This week, the California Supreme Court is accepting amicus or friend-of-the-court briefs on the merits of the challenges to Prop. 8. These briefs are particularly important in this case since the official defender of California law, Attorney General Jerry Brown, does not support Prop. 8 and has in fact offered the court novel theories as to why it should be overturned. When several lawsuits were initially filed seeking to stay the enforcement of Prop. 8, PJI was among the first to file a letter brief in opposition. The California Supreme Court agreed with PJI and fellow defenders of traditional marriage, denying the stay.
In its brief filed this week, PJI takes aim at one of the core arguments of the parties filing suit: that Prop. 8 unfairly singles out homosexuals. Besides pointing out that the text of Prop. 8 does not even mention homosexuals, PJI attorneys also explain to the Court that reaffirming the limitation of marriage to heterosexual monogamy, while inherently limiting toward not only homosexuals but arguably even greater numbers of bisexuals and would-be polygamists, is not a drastic revision to the state Constitution.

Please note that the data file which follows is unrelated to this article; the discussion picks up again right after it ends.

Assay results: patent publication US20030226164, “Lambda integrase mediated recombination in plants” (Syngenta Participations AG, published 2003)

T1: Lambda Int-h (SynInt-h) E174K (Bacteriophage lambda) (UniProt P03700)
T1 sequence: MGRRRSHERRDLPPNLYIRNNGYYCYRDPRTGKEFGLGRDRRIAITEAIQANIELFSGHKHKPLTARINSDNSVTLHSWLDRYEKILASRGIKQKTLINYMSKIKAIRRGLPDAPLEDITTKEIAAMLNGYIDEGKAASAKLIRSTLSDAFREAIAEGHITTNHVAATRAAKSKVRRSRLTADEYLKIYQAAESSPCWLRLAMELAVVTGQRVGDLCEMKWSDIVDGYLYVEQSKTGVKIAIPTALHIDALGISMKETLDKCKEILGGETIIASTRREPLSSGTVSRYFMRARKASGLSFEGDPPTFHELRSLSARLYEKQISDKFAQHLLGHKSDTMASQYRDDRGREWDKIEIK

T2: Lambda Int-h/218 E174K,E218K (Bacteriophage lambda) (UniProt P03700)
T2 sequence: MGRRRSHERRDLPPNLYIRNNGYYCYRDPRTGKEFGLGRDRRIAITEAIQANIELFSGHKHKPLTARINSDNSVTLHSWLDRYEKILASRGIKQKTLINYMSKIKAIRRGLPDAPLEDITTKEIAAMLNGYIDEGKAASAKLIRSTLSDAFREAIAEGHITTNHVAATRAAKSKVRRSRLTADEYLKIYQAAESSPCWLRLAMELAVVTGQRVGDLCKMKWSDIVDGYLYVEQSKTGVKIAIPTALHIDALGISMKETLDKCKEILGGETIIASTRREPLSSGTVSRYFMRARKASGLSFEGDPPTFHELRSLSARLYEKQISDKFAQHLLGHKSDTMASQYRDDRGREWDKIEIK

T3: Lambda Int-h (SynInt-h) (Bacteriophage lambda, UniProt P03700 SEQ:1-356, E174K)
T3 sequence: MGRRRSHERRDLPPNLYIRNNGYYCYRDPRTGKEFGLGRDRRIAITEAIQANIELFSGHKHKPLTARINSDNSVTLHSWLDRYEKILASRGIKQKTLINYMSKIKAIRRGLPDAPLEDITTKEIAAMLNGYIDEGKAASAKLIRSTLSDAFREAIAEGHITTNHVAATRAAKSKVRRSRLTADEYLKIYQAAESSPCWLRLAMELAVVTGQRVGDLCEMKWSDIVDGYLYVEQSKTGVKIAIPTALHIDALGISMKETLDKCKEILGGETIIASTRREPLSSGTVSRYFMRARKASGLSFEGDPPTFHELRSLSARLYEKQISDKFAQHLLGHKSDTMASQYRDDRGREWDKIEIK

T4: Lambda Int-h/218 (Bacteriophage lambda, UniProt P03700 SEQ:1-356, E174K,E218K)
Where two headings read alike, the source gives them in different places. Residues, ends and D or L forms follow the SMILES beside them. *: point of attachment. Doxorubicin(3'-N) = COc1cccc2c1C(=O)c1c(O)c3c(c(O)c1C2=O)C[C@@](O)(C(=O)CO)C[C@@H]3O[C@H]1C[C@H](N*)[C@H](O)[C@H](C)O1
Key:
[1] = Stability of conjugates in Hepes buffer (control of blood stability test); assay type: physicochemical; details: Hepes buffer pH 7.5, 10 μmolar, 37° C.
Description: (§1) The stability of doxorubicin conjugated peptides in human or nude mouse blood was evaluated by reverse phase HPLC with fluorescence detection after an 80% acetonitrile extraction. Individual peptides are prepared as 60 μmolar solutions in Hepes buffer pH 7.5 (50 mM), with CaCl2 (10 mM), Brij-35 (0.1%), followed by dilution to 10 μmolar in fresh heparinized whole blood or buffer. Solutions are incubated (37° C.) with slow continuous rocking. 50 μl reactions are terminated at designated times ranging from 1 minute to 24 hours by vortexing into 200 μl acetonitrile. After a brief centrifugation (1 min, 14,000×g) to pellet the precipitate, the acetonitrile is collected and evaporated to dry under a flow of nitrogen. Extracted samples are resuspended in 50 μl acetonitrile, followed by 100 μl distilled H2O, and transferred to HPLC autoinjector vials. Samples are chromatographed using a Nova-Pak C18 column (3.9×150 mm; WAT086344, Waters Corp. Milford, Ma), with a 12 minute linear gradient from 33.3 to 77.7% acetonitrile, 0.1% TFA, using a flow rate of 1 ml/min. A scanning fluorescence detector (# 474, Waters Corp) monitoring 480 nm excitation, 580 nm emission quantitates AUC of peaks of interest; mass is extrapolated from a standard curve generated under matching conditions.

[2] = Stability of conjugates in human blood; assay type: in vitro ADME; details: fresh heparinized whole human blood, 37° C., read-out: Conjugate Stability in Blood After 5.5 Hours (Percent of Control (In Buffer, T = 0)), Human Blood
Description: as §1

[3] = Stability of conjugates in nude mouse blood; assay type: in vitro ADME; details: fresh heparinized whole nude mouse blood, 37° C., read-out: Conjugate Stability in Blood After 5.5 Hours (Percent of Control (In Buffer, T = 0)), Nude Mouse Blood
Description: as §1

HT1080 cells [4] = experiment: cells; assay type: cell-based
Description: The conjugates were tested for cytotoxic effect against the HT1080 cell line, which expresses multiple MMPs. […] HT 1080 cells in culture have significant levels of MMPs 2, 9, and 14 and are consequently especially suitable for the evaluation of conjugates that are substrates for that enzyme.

PJI Chief Counsel Kevin Snider, principal author of the brief, commented, "It is simply inaccurate to say that reaffirming the traditional definition of marriage singles out homosexuals for exclusion. Even the radical re-definition of marriage currently sought by gay activists maintains exclusions based on such factors as age and monogamy. It is hypocritical for them to pretend they are the only group affected by Prop. 8."
PJI President Brad Dacus noted, "In order for marriage to mean anything, it cannot mean everything. The intellectual and moral bankruptcy of the Prop. 8 foes must not be forced on the rest of California."